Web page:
Would adding more train routes change the situation?
China is planning an additional railway line in its southern region, which will move cargo to Europe via Central Asian countries, as well as Iran and Turkey, bypassing Russia entirely. Indeed, a railway line has connected China with Iran since 2018. This route is, geographically speaking, very similar to the “old” Silk Road, a trade route for camel caravans that crossed Central Asia on its way to the eastern Mediterranean. If this railway line is completed one day, it will raise a number of questions from a European perspective: How can safety, punctuality and reliability be guaranteed? How can delays caused by customs clearance be minimized? What effect will international sanctions have, for example, on transit through Iran? How can the misuse of containers for smuggling immigrants be avoided? In other words, many issues need to be addressed before a railway corridor south of Russia can be established.
There are two more routes in China’s BRI strategy. One is in Southeast Asia: a 2,400-mile railway line from Kunming to Singapore plus a branch to Calcutta. The other is a rail line that starts in China’s far west, then runs through Pakistan to the port of Gwadar on the Arabian Sea. Crossing over various passes in Central Asia, this technically challenging project is expected to cost $62 billion. However, both routes have only a very indirect connection to freight traffic between China and Europe.
So the situation will remain much the same into the future — some 90% of world trade will go by ship. Rail transport via the New Silk Road will not change this. If all this freight suddenly started rolling along the Silk Road, the route would be like an endless conveyor belt loop — the idea is completely absurd.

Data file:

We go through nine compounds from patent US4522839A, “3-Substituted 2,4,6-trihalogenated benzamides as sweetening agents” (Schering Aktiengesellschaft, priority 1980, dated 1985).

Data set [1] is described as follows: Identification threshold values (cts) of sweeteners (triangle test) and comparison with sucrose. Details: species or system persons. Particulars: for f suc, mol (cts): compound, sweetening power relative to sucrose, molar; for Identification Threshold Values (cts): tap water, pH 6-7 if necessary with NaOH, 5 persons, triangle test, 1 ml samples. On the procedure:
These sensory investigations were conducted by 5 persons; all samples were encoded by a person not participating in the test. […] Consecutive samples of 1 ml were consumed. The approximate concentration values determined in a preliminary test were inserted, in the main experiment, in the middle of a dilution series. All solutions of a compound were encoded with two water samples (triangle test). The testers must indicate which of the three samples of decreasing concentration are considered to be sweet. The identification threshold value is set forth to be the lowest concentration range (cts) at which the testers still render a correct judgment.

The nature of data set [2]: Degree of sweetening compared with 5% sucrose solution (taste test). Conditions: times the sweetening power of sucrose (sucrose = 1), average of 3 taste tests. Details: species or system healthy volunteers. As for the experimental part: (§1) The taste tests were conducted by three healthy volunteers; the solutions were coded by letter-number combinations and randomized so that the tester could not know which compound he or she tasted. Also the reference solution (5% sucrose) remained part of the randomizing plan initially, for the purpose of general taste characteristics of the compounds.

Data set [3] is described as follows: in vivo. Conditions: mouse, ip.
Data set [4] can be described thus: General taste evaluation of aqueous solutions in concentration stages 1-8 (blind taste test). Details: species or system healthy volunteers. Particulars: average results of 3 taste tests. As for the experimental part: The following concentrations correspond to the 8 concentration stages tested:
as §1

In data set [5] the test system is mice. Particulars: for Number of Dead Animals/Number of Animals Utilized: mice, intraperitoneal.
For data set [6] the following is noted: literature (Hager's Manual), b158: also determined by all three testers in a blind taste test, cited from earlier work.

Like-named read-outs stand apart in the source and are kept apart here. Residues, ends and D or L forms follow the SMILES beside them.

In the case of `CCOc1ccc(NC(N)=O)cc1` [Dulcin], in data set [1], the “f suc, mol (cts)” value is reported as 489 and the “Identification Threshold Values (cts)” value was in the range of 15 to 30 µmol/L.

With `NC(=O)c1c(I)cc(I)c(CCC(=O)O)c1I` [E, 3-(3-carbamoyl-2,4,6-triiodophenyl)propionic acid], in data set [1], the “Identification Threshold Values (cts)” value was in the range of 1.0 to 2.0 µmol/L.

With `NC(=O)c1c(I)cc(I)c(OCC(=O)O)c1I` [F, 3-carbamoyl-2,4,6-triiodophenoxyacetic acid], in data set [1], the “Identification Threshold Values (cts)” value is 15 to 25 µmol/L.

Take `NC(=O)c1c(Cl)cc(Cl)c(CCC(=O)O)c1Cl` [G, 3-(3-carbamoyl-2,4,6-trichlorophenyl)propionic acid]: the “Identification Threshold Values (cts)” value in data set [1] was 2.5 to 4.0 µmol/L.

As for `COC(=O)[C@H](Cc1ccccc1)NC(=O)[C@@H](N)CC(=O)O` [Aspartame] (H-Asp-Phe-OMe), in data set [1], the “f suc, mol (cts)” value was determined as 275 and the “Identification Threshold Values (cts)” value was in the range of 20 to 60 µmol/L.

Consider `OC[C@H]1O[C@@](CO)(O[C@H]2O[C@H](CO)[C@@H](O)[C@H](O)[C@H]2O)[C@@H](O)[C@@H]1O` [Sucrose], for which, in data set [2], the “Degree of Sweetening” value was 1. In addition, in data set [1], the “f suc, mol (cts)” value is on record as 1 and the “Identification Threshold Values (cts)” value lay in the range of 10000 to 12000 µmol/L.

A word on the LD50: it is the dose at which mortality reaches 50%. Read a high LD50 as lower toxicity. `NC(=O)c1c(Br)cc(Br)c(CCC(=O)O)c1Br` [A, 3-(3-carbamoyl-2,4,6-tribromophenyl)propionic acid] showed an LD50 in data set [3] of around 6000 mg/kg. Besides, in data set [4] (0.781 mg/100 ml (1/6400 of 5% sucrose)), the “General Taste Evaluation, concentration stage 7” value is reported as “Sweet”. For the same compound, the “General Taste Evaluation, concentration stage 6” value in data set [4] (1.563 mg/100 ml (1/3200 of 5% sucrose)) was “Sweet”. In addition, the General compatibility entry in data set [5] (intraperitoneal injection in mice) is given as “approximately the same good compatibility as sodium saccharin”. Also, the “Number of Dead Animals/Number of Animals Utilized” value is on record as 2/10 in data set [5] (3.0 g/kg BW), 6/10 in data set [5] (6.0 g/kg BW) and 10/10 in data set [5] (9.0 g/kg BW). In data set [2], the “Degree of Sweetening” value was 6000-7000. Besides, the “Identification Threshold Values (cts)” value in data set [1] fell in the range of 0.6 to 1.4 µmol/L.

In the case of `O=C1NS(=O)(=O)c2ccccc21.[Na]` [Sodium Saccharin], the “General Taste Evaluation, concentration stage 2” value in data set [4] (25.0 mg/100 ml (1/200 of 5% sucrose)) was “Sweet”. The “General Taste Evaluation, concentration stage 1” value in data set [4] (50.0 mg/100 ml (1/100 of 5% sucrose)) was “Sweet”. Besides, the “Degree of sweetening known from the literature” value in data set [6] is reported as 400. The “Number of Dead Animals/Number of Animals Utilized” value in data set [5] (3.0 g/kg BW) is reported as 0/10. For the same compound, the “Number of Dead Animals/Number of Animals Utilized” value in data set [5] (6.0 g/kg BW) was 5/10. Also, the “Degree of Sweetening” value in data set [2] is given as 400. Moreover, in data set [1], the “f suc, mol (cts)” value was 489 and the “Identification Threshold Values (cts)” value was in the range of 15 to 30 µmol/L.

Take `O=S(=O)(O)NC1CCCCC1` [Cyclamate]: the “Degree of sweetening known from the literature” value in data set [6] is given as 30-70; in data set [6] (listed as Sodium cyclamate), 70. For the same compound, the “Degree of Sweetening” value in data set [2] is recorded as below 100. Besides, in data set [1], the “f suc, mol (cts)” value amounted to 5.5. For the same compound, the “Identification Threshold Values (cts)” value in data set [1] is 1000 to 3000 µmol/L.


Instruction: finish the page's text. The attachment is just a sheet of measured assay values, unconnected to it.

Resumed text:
And what about the Maritime Silk Road?
More important than Eurasian railway routes is the so-called Maritime Silk Road, i.e., the transport of cargo from China to Europe by sea. As soon as Portuguese sailors opened up China for trade by sea in 1514, the old Silk Road began to fade from memory.
Today, more than 50% of global trade takes place on the Maritime Silk Road between China/East Asia and Europe. The world’s largest container ports are on this route: Shanghai, Singapore, Shenzhen, Ningbo-Zhoushan, Busan and Hong Kong. The development of the Maritime Silk Road needed no Chinese master plan; logistics infrastructure arises wherever corresponding investments pay off.
China has numerous plans for these established shipping routes, including port expansions. Its shareholdings in around 80 port companies — including Piraeus and more recently Genoa and Trieste — support its plans and ensure investments. Why should we take issue with China for pursuing these goals leveraging its position as a leading global economic power? It is not the first country to promote its economic interests with direct investments and financing. Europe, too, should pursue a strategy of developing an enhanced infrastructure to transport freight to and from China/Southeast Asia in order to ensure a reciprocal exchange.
And China’s plan to step up use of the maritime corridor through the Suez Canal, which shortens transport between China and Central Europe by at least four days compared with the route around Africa, is reasonable and less complicated. The Frenchman Ferdinand de Lesseps completed the Suez Canal in 1869 with precisely this goal in mind.
Nobody denies that the diverse projects of the New Silk Road hold great economic potential; that they would improve the network of connections between Asia and Europe; and that Beijing has a geopolitical interest in pursuing them. China is creating an enhanced infrastructure that will benefit all participants in the global economy. Nevertheless, it would be advisable to evaluate the logistical opportunities with the necessary dose of reality. I would caution against being dazzled by the beautiful visions and the fascinating narrative as it could cloud your vision and lead to using poor judgment and making risky investments.
This article first appeared on s29755.pcdn.co